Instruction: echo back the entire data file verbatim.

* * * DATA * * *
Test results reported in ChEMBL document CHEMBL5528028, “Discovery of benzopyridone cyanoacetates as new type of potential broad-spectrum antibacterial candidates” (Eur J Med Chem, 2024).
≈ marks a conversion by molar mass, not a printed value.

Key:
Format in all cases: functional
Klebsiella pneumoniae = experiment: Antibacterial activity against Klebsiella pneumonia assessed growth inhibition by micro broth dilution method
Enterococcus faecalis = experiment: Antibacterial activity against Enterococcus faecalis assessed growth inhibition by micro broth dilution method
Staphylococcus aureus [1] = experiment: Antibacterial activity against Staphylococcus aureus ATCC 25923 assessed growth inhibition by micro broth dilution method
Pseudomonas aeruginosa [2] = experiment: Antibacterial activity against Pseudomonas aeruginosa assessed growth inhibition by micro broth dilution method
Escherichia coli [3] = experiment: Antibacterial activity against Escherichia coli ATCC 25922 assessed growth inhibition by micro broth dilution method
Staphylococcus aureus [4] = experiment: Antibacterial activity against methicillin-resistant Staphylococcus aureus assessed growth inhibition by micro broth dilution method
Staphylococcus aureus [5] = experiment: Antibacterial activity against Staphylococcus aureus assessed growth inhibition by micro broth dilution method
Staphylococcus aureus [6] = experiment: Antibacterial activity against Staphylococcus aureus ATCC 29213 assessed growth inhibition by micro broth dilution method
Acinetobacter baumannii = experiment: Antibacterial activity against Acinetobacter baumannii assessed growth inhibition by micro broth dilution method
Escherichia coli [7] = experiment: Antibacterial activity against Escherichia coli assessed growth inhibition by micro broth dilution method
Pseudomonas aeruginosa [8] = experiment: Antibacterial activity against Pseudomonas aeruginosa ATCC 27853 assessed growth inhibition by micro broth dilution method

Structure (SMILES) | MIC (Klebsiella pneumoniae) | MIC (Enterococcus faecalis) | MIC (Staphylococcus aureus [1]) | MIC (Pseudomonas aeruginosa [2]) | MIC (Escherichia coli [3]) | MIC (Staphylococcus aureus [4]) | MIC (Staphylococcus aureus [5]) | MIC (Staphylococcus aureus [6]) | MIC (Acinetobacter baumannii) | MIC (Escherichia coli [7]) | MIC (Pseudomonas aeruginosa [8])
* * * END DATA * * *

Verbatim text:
Test results reported in ChEMBL document CHEMBL5528028, “Discovery of benzopyridone cyanoacetates as new type of potential broad-spectrum antibacterial candidates” (Eur J Med Chem, 2024).
≈ marks a conversion by molar mass, not a printed value.

Key:
Format in all cases: functional
Klebsiella pneumoniae = experiment: Antibacterial activity against Klebsiella pneumonia assessed growth inhibition by micro broth dilution method
Enterococcus faecalis = experiment: Antibacterial activity against Enterococcus faecalis assessed growth inhibition by micro broth dilution method
Staphylococcus aureus [1] = experiment: Antibacterial activity against Staphylococcus aureus ATCC 25923 assessed growth inhibition by micro broth dilution method
Pseudomonas aeruginosa [2] = experiment: Antibacterial activity against Pseudomonas aeruginosa assessed growth inhibition by micro broth dilution method
Escherichia coli [3] = experiment: Antibacterial activity against Escherichia coli ATCC 25922 assessed growth inhibition by micro broth dilution method
Staphylococcus aureus [4] = experiment: Antibacterial activity against methicillin-resistant Staphylococcus aureus assessed growth inhibition by micro broth dilution method
Staphylococcus aureus [5] = experiment: Antibacterial activity against Staphylococcus aureus assessed growth inhibition by micro broth dilution method
Staphylococcus aureus [6] = experiment: Antibacterial activity against Staphylococcus aureus ATCC 29213 assessed growth inhibition by micro broth dilution method
Acinetobacter baumannii = experiment: Antibacterial activity against Acinetobacter baumannii assessed growth inhibition by micro broth dilution method
Escherichia coli [7] = experiment: Antibacterial activity against Escherichia coli assessed growth inhibition by micro broth dilution method
Pseudomonas aeruginosa [8] = experiment: Antibacterial activity against Pseudomonas aeruginosa ATCC 27853 assessed growth inhibition by micro broth dilution method

Structure (SMILES) | MIC (Klebsiella pneumoniae) | MIC (Enterococcus faecalis) | MIC (Staphylococcus aureus [1]) | MIC (Pseudomonas aeruginosa [2]) | MIC (Escherichia coli [3]) | MIC (Staphylococcus aureus [4]) | MIC (Staphylococcus aureus [5]) | MIC (Staphylococcus aureus [6]) | MIC (Acinetobacter baumannii) | MIC (Escherichia coli [7]) | MIC (Pseudomonas aeruginosa [8])